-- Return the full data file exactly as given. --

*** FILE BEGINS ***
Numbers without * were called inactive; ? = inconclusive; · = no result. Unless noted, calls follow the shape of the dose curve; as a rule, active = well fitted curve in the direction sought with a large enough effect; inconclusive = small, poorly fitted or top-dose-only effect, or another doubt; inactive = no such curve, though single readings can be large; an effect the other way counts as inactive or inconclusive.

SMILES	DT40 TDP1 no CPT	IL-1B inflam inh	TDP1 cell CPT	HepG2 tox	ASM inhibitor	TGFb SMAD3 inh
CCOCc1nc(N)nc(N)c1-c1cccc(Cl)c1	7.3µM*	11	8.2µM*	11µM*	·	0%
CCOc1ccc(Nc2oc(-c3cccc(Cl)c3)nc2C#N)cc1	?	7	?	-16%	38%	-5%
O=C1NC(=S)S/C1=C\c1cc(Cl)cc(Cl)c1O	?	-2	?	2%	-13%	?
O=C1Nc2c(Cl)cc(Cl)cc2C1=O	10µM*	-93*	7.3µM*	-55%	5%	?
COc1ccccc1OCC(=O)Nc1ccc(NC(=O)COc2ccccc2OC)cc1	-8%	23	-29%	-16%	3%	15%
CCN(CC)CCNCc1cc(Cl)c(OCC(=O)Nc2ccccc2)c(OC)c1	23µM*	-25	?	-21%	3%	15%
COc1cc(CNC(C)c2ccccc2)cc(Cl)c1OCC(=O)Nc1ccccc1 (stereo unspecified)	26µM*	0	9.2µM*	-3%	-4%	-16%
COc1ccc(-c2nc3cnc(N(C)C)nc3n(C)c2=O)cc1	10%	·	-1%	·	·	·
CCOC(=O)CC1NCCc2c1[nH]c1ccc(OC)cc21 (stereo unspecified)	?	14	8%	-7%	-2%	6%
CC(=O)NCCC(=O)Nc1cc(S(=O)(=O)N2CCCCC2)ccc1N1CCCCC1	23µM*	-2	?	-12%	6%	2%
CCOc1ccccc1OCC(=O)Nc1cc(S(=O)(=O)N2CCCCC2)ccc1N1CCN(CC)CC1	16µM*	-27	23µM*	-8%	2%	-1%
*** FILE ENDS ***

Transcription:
Numbers without * were called inactive; ? = inconclusive; · = no result. Unless noted, calls follow the shape of the dose curve; as a rule, active = well fitted curve in the direction sought with a large enough effect; inconclusive = small, poorly fitted or top-dose-only effect, or another doubt; inactive = no such curve, though single readings can be large; an effect the other way counts as inactive or inconclusive.

SMILES	DT40 TDP1 no CPT	IL-1B inflam inh	TDP1 cell CPT	HepG2 tox	ASM inhibitor	TGFb SMAD3 inh
CCOCc1nc(N)nc(N)c1-c1cccc(Cl)c1	7.3µM*	11	8.2µM*	11µM*	·	0%
CCOc1ccc(Nc2oc(-c3cccc(Cl)c3)nc2C#N)cc1	?	7	?	-16%	38%	-5%
O=C1NC(=S)S/C1=C\c1cc(Cl)cc(Cl)c1O	?	-2	?	2%	-13%	?
O=C1Nc2c(Cl)cc(Cl)cc2C1=O	10µM*	-93*	7.3µM*	-55%	5%	?
COc1ccccc1OCC(=O)Nc1ccc(NC(=O)COc2ccccc2OC)cc1	-8%	23	-29%	-16%	3%	15%
CCN(CC)CCNCc1cc(Cl)c(OCC(=O)Nc2ccccc2)c(OC)c1	23µM*	-25	?	-21%	3%	15%
COc1cc(CNC(C)c2ccccc2)cc(Cl)c1OCC(=O)Nc1ccccc1 (stereo unspecified)	26µM*	0	9.2µM*	-3%	-4%	-16%
COc1ccc(-c2nc3cnc(N(C)C)nc3n(C)c2=O)cc1	10%	·	-1%	·	·	·
CCOC(=O)CC1NCCc2c1[nH]c1ccc(OC)cc21 (stereo unspecified)	?	14	8%	-7%	-2%	6%
CC(=O)NCCC(=O)Nc1cc(S(=O)(=O)N2CCCCC2)ccc1N1CCCCC1	23µM*	-2	?	-12%	6%	2%
CCOc1ccccc1OCC(=O)Nc1cc(S(=O)(=O)N2CCCCC2)ccc1N1CCN(CC)CC1	16µM*	-27	23µM*	-8%	2%	-1%